If you attended our session, I’d really love some feedback (good or bad — I don’t take criticism personally, I promise!) Was there something you were hoping to learn but we missed? Were there topics you wish we had covered in more depth? Did anything confuse you? What did you find valuable? I’m brainstorming ideas for next year’s RWA conference, and it probably won’t be on website design, but if there’s enough interest, I’ll consider doing something similar again, or maybe doing a series on the blog. Let me know! You can send me an email at kat@bookthingo.com.au.

ARRA author signing at RWA

The author signing always goes too quickly, and this year was no exception. The upside was that using Instagram made it so much easier to take photos. This time I started from the end of the alphabet and worked my way back. I think I got up to M before I decided to just randomly walk around as I only had 15 minutes left!

RUBY awards dinner

I already blogged about the RUBY winners, so I’ll give you some of my impressions of the night. It was much more theatrical this year, from the opening musical number, to the bare-chested butlers. The latter, in particular, concerned me at first, but they were classy (well, as much as one can be half-naked) and tying photo ops with fundraising for the Indigenous Literacy Foundation made the whole thing feel a lot less seedy than it could have been. Kudos to Graeme Simsion who decided, on the spot, to issue a Twitter challenge to raise more money for the ILC. I think all up the conference raised over $1500.

One thing I definitely noticed this year was how much tweeting was going on throughout the conference. When I attended my first RWA event — also in Melbourne — I was basically the only person tweeting (maybe with the exception of the official RWA account and maybe Helene Young, IIRC). This year, I was sitting next to Jackie from Books+Publishing, who was furiously live tweeting and taking notes — during the breaks she had to dash outside to charge her phone — and there were so many photos being posted on Twitter. I think this is great, especially for those who couldn’t make it to the conference.

The formal part of the evening ended with Anne Gracie’s traditional stand-up speech. This is the best part of the night for the writers, and I love seeing the expressions on the faces of first-time attendees (yes, including Graeme Simsion and Anita Heiss).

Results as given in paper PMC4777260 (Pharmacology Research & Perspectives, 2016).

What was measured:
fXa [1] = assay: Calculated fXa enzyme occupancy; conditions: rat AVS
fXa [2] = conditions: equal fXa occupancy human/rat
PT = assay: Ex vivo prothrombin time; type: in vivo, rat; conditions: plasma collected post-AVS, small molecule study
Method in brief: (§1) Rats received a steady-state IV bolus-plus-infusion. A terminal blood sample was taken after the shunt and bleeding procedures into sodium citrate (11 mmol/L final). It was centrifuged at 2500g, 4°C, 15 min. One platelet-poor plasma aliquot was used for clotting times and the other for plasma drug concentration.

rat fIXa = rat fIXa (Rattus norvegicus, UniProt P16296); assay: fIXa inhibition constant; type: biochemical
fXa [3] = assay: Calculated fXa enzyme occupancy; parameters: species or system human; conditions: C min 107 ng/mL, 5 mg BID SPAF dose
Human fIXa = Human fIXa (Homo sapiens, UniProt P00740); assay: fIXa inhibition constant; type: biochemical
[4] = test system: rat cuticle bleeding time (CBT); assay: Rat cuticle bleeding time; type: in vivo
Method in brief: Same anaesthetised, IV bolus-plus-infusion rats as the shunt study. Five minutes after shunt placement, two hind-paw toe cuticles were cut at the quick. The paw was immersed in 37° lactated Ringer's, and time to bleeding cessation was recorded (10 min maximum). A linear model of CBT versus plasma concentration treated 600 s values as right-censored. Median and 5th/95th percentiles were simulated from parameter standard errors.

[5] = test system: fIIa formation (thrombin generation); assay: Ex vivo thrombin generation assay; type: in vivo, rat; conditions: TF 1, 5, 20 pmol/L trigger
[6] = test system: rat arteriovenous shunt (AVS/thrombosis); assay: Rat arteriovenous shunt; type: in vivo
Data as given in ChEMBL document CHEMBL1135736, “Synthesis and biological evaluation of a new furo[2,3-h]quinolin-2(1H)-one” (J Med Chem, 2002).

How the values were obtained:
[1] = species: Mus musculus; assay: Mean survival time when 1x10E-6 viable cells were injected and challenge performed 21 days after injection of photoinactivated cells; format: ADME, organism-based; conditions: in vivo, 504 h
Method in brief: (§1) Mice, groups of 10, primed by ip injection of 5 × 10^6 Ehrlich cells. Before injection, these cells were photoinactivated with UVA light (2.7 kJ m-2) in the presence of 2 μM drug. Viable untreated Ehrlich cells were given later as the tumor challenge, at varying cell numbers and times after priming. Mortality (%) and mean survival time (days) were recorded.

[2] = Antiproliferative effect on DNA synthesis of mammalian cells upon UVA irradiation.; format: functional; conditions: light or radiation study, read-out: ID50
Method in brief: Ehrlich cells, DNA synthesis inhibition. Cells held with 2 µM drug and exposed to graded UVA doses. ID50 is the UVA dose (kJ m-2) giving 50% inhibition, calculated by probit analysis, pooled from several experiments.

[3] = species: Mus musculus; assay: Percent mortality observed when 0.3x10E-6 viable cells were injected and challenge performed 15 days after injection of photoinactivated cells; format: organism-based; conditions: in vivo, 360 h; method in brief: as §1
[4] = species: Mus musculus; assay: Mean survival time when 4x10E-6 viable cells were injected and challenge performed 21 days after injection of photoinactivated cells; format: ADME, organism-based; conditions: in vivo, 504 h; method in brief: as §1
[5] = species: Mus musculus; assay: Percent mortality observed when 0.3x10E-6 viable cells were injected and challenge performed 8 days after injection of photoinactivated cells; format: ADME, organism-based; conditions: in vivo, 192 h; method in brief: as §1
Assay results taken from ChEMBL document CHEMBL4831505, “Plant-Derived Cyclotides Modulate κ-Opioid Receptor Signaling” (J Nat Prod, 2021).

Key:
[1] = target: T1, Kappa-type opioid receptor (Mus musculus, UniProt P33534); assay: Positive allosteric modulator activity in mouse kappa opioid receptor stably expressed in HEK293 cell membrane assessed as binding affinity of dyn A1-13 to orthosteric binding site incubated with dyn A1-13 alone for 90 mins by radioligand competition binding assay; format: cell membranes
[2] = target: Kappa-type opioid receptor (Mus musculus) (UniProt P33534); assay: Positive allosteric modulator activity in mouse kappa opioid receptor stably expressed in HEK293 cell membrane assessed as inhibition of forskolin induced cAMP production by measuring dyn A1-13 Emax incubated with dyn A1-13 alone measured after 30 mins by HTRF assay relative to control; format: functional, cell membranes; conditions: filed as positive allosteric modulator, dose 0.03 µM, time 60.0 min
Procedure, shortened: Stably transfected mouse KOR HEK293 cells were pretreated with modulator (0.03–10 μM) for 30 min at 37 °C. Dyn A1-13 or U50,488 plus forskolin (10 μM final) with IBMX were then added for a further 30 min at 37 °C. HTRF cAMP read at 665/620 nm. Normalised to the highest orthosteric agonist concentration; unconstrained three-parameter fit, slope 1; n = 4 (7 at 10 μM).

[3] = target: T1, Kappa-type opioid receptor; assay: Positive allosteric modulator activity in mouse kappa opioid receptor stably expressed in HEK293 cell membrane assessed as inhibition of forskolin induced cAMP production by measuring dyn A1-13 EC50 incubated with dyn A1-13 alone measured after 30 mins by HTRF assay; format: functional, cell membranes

Escape Publishing hosted the afterparty, and even though this is a relatively new tradition, it’s hard to remember when there wasn’t an after party. There was the swing dancing lesson. And the letter lights:

And the photo booth:

You guys! I CANNOT EVEN. #awesomepeople #rwaus15 #snaphappy

A photo posted by Kat (@bookthingo) on

RWA keynote: Anita Heiss

I was up early the next day to catch the keynote speech from chicklit author Anita Heiss. I’m a convert to the Anita Heiss fan club — she’s a goddess in real life — especially when I learned that she had accepted a dare to wear a sparkly tiara all weekend. Her keynote touched a lot on the question of diversity in fiction. She was also really funny. Here are some highlights:

RWA  keynote: Mary Jo Putney

Mary Jo Putney was a bit difficult to see over the lectern, but she had some wonderful and inspirational things to say about the relationship between writers, readers, and books. Here are some highlights:

Publishing roundtable: Harlequin UK, Penguin Random House, Tule Publishing, Pantera Press & Harlequin Australia

I missed the publishing roundtable the previous day, so I was keen to see what topics would come up on Sunday. It was somewhat disappointing when I realised that the session didn’t really touch on what publishers are looking for and what they’re excited about. Maybe it was because the audience was smaller (I want to say I blame the Escape afterparty for that!) but I was puzzled that there weren’t more and better questions.

  • Digital book sales have plateaued
  • Print is not dead
  • Romance fiction has been hitting bestseller lists across Australia
  • People are reading differently
  • Short formats are finding success
  • Challenge is in exploring and finding standouts among the ‘noise’
  • Lots of serialisation projects take advantage of compulsive serial reading — this has led to more episodic stories
  • We’re seeing romance writers being included in literary festivals
  • Publishers look at authors’ long-term careers when exploring potential for collaboration
  • Emerging authors should be visible and accessible — stay connected, build an email list so you can communicate directly to your readers
  • It’s unrealistic to avoid rejection — the numbers just don’t work that way, and rejection is part of working in the arts

I won’t lie: some of these trends don’t work for me at all. I’m not a fan of serial fiction because I need instant gratification — I get bored waiting for the next book in a series, and what tends to happen is that I forget what the series is about and never actually bother with subsequent books.

Classified: Literary vs Genre at MWF